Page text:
- 50 ozs)
- Photo courtesy of Living Jungle Pet
Warehouse, Dandenong, Victoria.
Level Of Knowledge Required: Beginner / Intermediate / Advanced /
Government Regulations & By-Laws:
Refer to " Government Laws " web page.
Housing Requirements: Refer to "
Macaws " web page for general
details on the housing of Macaws or read on for specific
details for this parrot.
Prefer a large aviary of up to 8 metres
(25 feet) long. An aviary 10 metres (30 feet) long and 2 metre (7
feet) wide is ideal. Can be
housed and bred in a strong suspended cage if they have access to a
aviary during the non-breeding season.
To help relieve boredom and as a way of
providing exercise, suitable bird toys and "bird play gyms" can be placed in the aviary.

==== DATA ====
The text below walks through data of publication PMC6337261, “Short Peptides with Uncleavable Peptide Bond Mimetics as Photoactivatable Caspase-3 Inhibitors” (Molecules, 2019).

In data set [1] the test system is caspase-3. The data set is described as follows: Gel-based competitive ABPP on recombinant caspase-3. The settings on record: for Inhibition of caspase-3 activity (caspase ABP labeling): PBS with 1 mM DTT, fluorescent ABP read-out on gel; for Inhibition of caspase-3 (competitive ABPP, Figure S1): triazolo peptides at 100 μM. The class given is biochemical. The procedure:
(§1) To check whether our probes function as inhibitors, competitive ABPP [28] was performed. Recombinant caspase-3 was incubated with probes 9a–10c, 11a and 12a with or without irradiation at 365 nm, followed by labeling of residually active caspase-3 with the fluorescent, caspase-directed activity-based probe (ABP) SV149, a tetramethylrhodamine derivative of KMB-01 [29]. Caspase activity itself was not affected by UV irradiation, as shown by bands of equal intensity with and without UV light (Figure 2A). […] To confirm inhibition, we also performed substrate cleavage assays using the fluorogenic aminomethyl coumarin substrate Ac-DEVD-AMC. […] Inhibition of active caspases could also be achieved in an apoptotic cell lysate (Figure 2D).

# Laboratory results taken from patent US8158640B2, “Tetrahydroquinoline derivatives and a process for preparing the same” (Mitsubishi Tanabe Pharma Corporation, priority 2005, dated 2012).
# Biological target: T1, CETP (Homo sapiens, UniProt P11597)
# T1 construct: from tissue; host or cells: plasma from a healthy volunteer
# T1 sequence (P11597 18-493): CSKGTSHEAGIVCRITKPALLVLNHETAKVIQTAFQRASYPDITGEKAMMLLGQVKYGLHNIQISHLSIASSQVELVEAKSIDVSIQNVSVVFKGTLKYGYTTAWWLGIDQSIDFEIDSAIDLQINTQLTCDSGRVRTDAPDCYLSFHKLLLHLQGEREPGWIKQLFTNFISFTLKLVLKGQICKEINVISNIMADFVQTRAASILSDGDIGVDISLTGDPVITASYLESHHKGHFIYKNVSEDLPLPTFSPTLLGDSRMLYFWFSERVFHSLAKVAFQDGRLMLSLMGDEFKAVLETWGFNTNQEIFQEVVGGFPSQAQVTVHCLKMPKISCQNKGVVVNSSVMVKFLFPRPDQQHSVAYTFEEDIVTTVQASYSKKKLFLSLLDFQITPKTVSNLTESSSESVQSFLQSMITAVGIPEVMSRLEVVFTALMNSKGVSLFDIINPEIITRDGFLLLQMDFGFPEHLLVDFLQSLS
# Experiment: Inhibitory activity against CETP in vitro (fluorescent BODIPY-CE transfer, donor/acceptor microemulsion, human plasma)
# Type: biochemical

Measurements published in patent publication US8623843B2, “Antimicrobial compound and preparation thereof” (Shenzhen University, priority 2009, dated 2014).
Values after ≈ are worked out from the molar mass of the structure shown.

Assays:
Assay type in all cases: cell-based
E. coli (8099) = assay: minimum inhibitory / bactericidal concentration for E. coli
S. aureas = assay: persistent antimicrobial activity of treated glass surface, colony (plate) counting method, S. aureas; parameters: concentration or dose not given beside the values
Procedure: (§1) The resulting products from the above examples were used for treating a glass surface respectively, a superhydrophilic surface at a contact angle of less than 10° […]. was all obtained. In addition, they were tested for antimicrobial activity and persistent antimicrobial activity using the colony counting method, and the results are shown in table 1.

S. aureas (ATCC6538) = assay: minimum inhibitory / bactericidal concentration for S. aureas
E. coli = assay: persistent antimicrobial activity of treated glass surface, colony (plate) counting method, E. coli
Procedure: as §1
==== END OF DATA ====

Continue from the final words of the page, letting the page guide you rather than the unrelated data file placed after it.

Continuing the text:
Most bird toys are designed to be chewed up and will require replacing
after the birds have reduced them to splinters. Aviary breeding
birds will enjoy playing with and destroying bird toys just as much as
Suitable non-toxic leafy branches can be placed in the aviary for the birds to chew up.
This will entertain the birds, help minimize boredom and give the birds
some beak exercise. Natural branches can be used for perches. These
natural perches will be chewed by the birds and may need to be replaced
A pet or companion bird kept in a cage will require a period of
regular time outside the cage so they can get adequate exercise and
maintain good health and fitness.
Diet / Feeding: Refer to "
Macaws " web page for general
details on the feeding of Macaws or read on for specific
details for this parrot.
In the wild these birds visit special clay
banks to consume the mineral rich soil. The clays are thought to
neutralize some toxic compounds in their natural diet. The clays may
provide some minerals and trace elements necessary for good health.
The Blue and Gold Macaw natural diet